Another significant milestone was reached on July 8 to bring 'The Trail' one step closer to becoming a reality.

Cochrane has joined Rocky View County, Parks Alberta, and the City of Calgary in approving the plan of 'The Trail' that in two phases aims to connect the Trans Canada Trail from Calgary to Canmore along the Bow River corridor.

Its approval paves the way to complete Memorandums of Understanding (MOU) with jurisdictional partners for the first phase into Cochrane. That is anticipated to be followed by additional planning, fundraising and construction with hopes of an Indigenous blessing this fall.

Project chair Alex Baum says getting buy-in from the jurisdictional partners is an important milestone.

"It doesn't suggest that the MOU will be approved, but we're certainly optimistic that when we bring that memorandum of understanding between the jurisdictional partners forward, that we'll have the momentum to carry it forward."

"Getting the jurisdictional partners to all agree on one item has been the challenge, but boy, I tip my hat to all of them. They've been a delight to work with and we're getting closer to the finish of the planning portion of this and then we can get busy with the spades."

The MOU is the who, what, where and why to implement the project and includes such things as who owns what, life cycle items and capital cost replacements.

Baum says most of that has already been worked out behind the scenes by legal teams.

"We were hoping to move that forward in July, but obviously we want to move forward cautiously with respect to the dam reservoir piece that are in front of us right now. We'd like to get a decision made by our province on the selection of where that dam will go."

"If I could wish out loud, it would be that they do make that announcement and from our perspective it's the Ghost option. Then we can move ahead with an Indigenous trail blessing in the latter part of September, early part of October, and then begin the exciting stuff of finishing the trail into Cochrane."

The Glenbow East proposal would cripple a series of Bow River parks and The Trail project as well as put Cochrane in harm's way.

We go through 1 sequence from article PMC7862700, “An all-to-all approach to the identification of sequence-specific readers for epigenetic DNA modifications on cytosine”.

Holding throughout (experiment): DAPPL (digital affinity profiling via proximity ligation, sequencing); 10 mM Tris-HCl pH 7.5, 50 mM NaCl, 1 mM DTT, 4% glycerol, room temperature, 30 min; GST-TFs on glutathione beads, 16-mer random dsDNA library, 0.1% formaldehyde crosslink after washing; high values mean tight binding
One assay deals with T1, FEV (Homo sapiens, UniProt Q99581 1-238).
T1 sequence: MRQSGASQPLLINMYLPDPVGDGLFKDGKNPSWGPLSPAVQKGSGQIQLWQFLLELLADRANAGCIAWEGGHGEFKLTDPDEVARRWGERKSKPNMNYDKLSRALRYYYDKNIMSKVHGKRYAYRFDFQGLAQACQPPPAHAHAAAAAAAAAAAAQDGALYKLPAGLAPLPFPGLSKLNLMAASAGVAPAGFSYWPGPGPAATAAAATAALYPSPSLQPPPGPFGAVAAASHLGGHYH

Significant strides have been made since Rotary International clubs, spearheaded by the Cochrane club, held the Rotary Music and Motion Fall Festival in 2012 to announce their vision.

"I think all the exciting thing about it is, we actually get to leave this as a legacy for the generations to come. What a good thing, active lifestyles, I mean it's just a gift that keeps on giving."

To date, over $600,000 has been invested in the project. All these funds have been raised and they have a contingency plan is in place to complete the planning process. About $400,000 came from donors.

"These donors, we cannot speak enough about them," Baum told council during the July 2 presentation to council. "These are individuals who believe in this project even though it may not go. Going to a donor and saying you're going to make a donation towards planning doesn't real excite most donors, but they were there, and the funds did roll in."

Trans Canada Trail officials have called it a once in a lifetime project.

The 28,000-kilometre Trans Canada Trail Network, considered the longest recreational, multi-use trail network in the world, has already provided an estimated $10 million in economic value through the provision of ecosystem services and an estimated $306 million in Alberta alone in economic value of quantified health benefits. In general, trails in Alberta had an estimated $2.9 billion economic impact.

map 2A map illustrating the existing Trans Canada Trail route (in red). The preferred new connection is in yellow. (map/TheTrail)